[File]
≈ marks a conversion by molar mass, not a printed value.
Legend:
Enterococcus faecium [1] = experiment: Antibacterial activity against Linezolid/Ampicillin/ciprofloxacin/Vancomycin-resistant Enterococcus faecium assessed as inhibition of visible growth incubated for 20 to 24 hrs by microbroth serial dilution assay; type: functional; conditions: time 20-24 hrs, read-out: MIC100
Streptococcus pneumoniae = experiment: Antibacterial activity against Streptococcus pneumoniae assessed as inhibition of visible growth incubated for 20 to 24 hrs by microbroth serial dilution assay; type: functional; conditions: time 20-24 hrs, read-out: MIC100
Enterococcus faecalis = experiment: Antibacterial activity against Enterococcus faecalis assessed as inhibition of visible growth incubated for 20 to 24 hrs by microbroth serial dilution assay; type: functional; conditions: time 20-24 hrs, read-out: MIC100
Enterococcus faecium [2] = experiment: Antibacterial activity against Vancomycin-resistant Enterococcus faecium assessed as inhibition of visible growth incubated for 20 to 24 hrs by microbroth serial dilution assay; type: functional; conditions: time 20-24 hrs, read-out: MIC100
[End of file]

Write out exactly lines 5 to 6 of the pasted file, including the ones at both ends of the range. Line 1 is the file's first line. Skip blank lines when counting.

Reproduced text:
Enterococcus faecalis = experiment: Antibacterial activity against Enterococcus faecalis assessed as inhibition of visible growth incubated for 20 to 24 hrs by microbroth serial dilution assay; type: functional; conditions: time 20-24 hrs, read-out: MIC100
Enterococcus faecium [2] = experiment: Antibacterial activity against Vancomycin-resistant Enterococcus faecium assessed as inhibition of visible growth incubated for 20 to 24 hrs by microbroth serial dilution assay; type: functional; conditions: time 20-24 hrs, read-out: MIC100